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Harvey B. Newman, Caltech Internet2 Virtual Member Meeting March 19, 2002 l3cern.ch/~newman/HENPGridsNets\_I2Virt03190 - PowerPoint PPT Presentation


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HENP Grids and Networks: Global Virtual Organizations. Harvey B. Newman, Caltech Internet2 Virtual Member Meeting March 19, 2002 http://l3www.cern.ch/~newman/HENPGridsNets_I2Virt031902.ppt. Computing Challenges: Petabyes, Petaflops, Global VOs.

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  • Harvey B. Newman, Caltech

  • Internet2 Virtual Member MeetingMarch 19, 2002

  • http://l3www.cern.ch/~newman/HENPGridsNets_I2Virt031902.ppt


Computing challenges petabyes petaflops global vos l.jpg
Computing Challenges: Petabyes, Petaflops, Global VOs

  • Geographical dispersion: of people and resources

  • Complexity: the detector and the LHC environment

  • Scale: Tens of Petabytes per year of data

5000+ Physicists

250+ Institutes

60+ Countries

  • Major challenges associated with:

    • Communication and collaboration at a distance

    • Managing globally distributed computing & data resources

    • Remote software development and physics analysis

    • R&D: New Forms of Distributed Systems: Data Grids


The large hadron collider 2006 l.jpg
The Large Hadron Collider (2006-)

  • The Next-generation Particle Collider

    • The largest superconductor installation in the world

  • Bunch-bunch collisions at 40 MHz,Each generating ~20 interactions

    • Only one in a trillion may lead to a major physics discovery

  • Real-time data filtering: Petabytes per second to Gigabytes per second

  • Accumulated data of many Petabytes/Year

  • Large data samples explored and analyzed by thousands of globally dispersed scientists, in hundreds of teams


Four lhc experiments the petabyte to exabyte challenge l.jpg
Four LHC Experiments: The Petabyte to Exabyte Challenge

  • ATLAS, CMS, ALICE, LHCBHiggs + New particles; Quark-Gluon Plasma; CP Violation

  • Data stored ~40 Petabytes/Year and UP; CPU 0.30 Petaflops and UP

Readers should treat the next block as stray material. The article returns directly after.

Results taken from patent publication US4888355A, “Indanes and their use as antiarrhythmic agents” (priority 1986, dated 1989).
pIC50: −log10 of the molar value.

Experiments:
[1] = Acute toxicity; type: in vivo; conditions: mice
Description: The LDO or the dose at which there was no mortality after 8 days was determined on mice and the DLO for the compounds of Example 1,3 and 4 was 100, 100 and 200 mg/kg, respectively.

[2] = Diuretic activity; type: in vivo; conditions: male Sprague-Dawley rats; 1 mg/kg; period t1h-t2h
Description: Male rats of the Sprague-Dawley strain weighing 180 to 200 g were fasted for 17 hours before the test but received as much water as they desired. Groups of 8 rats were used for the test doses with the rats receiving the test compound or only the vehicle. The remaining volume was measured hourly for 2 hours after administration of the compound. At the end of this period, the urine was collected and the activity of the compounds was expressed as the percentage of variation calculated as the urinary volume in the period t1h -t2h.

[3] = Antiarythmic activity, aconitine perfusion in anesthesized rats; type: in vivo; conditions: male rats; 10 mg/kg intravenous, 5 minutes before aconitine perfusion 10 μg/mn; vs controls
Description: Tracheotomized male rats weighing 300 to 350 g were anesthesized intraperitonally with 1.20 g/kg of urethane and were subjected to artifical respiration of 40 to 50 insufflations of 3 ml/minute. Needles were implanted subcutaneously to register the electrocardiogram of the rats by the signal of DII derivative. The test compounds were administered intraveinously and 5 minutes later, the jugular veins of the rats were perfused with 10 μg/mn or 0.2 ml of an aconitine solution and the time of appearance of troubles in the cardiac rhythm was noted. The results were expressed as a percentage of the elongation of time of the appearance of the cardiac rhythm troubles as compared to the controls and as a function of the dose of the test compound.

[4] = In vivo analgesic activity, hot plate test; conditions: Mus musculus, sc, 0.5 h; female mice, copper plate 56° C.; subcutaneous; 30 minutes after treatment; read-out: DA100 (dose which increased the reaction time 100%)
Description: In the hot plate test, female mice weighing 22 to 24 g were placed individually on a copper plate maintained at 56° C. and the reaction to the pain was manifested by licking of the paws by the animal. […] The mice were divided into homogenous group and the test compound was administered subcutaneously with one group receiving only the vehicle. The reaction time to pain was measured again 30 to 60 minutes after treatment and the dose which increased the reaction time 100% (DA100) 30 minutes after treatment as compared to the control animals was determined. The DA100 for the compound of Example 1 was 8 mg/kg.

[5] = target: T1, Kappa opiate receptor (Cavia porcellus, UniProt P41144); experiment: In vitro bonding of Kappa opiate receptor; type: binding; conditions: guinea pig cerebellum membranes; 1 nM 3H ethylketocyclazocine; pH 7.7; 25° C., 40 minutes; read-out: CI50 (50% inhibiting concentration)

• 0.1 to 1 Exabyte (1 EB = 1018 Bytes) (2007) (~2012 ?) for the LHC Experiments


Lhc higgs decay into 4 muons tracker only 1000x lep data rate l.jpg
LHC: Higgs Decay into 4 muons Petabyte to Exabyte Challenge(Tracker only); 1000X LEP Data Rate

109 events/sec, selectivity: 1 in 1013 (1 person in a thousand world populations)


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Evidence for the Higgs at LEP at M~115 GeV Petabyte to Exabyte Challenge

The LEP Program Has Now Ended


Lhc data grid hierarchy l.jpg

Tier2 Center Petabyte to Exabyte Challenge

Tier2 Center

Tier2 Center

Tier2 Center

Tier2 Center

HPSS

HPSS

HPSS

HPSS

LHC Data Grid Hierarchy

CERN/Outside Resource Ratio ~1:2Tier0/( Tier1)/( Tier2) ~1:1:1

~PByte/sec

~100-400 MBytes/sec

Online System

Experiment

CERN 700k SI95 ~1 PB Disk; Tape Robot

Tier 0 +1

HPSS

~2.5 Gbits/sec

Tier 1

FNAL: 200k SI95; 600 TB

IN2P3 Center

INFN Center

RAL Center

2.5 Gbps

Tier 2

~2.5 Gbps

Tier 3

Institute ~0.25TIPS

Institute

Institute

Institute

Physicists work on analysis “channels”

Each institute has ~10 physicists working on one or more channels

100 - 1000 Mbits/sec

Physics data cache

Tier 4

Workstations


Henp related data grid projects l.jpg
HENP Related Data Grid Projects Petabyte to Exabyte Challenge

  • Projects

    • PPDG I USA DOE $2M 1999-2001

    • GriPhyN USA NSF $11.9M + $1.6M 2000-2005

    • EU DataGrid EU EC €10M 2001-2004

    • PPDG II (CP) USA DOE $9.5M 2001-2004

    • iVDGL USA NSF $13.7M + $2M 2001-2006

    • DataTAG EU EC €4M 2002-2004

    • GridPP UK PPARC >$15M 2001-2004

    • LCG (Ph1) CERN MS 30 MCHF 2002-2004